Thursday, July 2, 2009

The Real Independence Day

Independence Day is July 4 because that's when the Declaration of Independence was signed and the colonies broke off from Great Britain, right? Wrong. On July 2, 1776, the Second Continental Congress voted to approve a resolution of independence that had been introduced in June. "The second day of July, 1776, will be the most memorable epoch in the history of America. I am apt to believe that it will be celebrated by succeeding generations as the great anniversary festival," John Adams wrote to his wife Abigail. "It ought to be commemorated as the day of deliverance, by solemn acts of devotion to God Almighty. It ought to be solemnized with pomp and parade, with shows, games, sports, guns, bells, bonfires, and illuminations, from one end of this continent to the other, from this time forward forever more." As usual, Adams was mostly correct, but a little off.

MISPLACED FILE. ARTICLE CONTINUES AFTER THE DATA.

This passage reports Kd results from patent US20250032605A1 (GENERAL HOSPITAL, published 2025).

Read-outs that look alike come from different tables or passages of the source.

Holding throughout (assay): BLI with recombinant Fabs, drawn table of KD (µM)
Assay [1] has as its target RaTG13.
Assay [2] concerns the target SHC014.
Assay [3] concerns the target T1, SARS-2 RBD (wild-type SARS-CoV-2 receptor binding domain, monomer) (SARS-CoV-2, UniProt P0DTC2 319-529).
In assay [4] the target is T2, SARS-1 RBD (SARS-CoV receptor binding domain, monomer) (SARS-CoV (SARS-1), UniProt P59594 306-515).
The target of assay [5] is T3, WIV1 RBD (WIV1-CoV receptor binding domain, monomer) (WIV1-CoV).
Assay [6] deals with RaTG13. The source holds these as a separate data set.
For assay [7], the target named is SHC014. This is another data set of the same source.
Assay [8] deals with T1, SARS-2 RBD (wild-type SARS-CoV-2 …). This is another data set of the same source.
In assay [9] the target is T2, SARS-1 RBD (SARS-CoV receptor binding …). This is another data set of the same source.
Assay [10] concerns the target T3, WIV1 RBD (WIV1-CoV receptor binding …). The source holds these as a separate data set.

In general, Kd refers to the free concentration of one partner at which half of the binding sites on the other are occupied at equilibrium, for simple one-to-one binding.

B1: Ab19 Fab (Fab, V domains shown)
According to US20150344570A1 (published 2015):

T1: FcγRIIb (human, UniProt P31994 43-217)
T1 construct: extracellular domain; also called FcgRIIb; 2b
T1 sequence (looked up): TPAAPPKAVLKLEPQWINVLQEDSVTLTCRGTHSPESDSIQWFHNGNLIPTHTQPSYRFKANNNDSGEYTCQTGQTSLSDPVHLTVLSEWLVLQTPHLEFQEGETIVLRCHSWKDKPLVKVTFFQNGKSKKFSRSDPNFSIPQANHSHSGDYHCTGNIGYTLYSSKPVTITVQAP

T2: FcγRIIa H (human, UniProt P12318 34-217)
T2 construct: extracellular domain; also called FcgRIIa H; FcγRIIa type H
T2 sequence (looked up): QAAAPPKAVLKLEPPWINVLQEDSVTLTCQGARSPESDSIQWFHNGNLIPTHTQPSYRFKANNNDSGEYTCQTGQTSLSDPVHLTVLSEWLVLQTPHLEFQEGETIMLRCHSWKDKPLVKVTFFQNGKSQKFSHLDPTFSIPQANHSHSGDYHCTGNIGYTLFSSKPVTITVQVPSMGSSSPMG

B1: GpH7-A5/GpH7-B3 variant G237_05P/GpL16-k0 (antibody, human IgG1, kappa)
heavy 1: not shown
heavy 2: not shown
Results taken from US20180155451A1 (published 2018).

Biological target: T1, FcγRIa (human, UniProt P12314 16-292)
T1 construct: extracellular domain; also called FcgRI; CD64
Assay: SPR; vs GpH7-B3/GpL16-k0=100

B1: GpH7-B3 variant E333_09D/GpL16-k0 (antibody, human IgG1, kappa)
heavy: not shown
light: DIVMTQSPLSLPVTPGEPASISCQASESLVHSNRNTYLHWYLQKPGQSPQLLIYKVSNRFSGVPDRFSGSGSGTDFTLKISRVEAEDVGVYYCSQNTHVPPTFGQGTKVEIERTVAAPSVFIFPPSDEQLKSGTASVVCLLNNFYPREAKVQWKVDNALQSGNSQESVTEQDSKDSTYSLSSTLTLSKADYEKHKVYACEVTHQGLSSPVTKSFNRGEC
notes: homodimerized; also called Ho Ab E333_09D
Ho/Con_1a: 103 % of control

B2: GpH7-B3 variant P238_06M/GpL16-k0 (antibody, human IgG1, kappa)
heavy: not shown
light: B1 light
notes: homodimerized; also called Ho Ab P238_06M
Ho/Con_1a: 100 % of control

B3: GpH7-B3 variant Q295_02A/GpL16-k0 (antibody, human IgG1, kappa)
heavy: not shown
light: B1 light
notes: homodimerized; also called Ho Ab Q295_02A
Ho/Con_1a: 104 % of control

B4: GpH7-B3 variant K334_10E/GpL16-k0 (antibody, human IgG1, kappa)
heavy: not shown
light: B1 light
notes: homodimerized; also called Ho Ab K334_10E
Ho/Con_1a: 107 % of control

The Declaration had been written as a way of explaining the vote for independence to colonists and British alike. Congress spent the next two days debating and revising the Declaration, finally approving it on July 4. But they didn't sign it then. Most delegates didn't sign the document until August 2. More importantly, the Declaration is an explanation and an explanation only. The radical thing was the approval of the initial resolution.

In short, today is the real Independence Day. Go ahead, be pedantic about it: start eating and drinking two days early. It's the patriotic thing to do.

1 comment:

tunsie said...

26 january is australia independence day,and the end of may is VIKTORIJA day in canada.tunsie.tunsie.tunsie